Impersonation Party, 1927: Among the revellers are Cecil Beaton (back left), Tallulah Bankhead (front right), Elizabeth Ponsonby (in black hat), and (front row left) Stephen Tennant as Queen Marie of Romania

D. J. Taylor “Bright Young People: The Rise and Fall of a Generation 1918-40”

Sometimes the Resident Judge feels very Antipodean and well, rather ignorant.  When reading this book, for instance.  I’d heard about it on Radio National’s Book Show and, having recently read and enjoyed Victoria Glendinning’s Vita,  and David Cannadine’s Aspects of Aristocracy, I thought I’d enjoy this.  And hey- I gobbled up Mary Lovell’s The Mitford Girls, I swooned over the Brideshead Revisited series years ago (which is on the top of the to-be-read list) and have read a Woolf or two or three in my time.  So, I thought I’d know enough about the Bright Young People to embark upon this book.

Obviously I don’t know as much as I thought I did.  To be honest, I gleaned far more from the reviews and the interview with the author on the Book Show than I did from the book itself.  Perhaps the physical aspects of this particular copy were the first problem.  I could only find it in Large Print format at any of the libraries I frequent, which in itself is interesting- it was in the Outreach Van which goes round to all the aged-care homes where, no doubt, is where Bright Young People are now.  It is available in hard-back, but at $65.00- well…..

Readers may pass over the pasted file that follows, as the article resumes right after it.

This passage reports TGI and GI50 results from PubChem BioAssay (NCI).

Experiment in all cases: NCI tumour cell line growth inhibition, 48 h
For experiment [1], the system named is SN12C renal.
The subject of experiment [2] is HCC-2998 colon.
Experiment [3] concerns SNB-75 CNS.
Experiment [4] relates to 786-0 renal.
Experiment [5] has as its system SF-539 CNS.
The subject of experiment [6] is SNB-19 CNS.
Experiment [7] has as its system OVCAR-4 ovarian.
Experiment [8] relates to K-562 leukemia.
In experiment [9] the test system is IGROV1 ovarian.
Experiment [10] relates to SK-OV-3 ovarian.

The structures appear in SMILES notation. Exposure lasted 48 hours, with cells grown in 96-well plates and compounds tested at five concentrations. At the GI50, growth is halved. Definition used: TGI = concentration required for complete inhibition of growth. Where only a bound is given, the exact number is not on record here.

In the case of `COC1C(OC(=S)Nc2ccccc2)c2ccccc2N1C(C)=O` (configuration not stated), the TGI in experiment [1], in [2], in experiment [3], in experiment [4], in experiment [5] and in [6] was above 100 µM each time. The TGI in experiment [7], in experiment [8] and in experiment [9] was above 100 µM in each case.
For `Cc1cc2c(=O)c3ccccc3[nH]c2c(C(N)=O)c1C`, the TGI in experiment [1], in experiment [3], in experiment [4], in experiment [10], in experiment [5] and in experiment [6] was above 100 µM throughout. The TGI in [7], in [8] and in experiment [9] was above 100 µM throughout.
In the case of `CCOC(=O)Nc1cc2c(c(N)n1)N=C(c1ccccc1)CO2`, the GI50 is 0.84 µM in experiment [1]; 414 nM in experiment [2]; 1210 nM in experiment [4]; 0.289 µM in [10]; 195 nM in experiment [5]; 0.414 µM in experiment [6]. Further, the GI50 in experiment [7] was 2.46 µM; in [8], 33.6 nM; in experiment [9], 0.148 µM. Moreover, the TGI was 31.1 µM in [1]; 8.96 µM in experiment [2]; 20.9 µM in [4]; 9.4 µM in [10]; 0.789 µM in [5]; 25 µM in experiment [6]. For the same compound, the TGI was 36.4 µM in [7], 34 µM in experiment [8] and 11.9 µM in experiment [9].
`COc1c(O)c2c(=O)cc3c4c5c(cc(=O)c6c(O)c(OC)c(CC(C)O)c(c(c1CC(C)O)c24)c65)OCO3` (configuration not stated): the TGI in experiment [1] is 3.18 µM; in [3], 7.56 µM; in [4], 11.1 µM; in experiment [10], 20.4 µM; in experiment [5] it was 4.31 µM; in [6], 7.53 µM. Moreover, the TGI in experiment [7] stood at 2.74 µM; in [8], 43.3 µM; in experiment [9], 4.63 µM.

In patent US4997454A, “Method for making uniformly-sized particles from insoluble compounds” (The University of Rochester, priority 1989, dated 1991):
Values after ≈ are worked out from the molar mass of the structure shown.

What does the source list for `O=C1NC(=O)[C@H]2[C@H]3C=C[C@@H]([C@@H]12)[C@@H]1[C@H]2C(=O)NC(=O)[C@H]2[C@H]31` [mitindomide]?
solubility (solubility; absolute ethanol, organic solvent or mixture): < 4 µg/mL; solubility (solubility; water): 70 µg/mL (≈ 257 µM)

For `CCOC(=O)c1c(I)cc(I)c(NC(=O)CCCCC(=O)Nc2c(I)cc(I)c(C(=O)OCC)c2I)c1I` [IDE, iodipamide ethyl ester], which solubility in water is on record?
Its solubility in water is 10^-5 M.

I found it rather hard to take a book in Large Print seriously.  I felt Nanna-ish while I was reading it, and infantalized in a way. There were very few pictures in the book, and those that it did have were of very poor quality.  If ever a group of people called out for photographs, the Bright Young People did!  They were the celebrities of the 1920s, floridly material and consumeristic and highly visible. As it happens, I’d just been to see the Art Deco exhibition at the National Gallery of Victoria, and I rued even more the paucity of photographs of people and material culture in this book.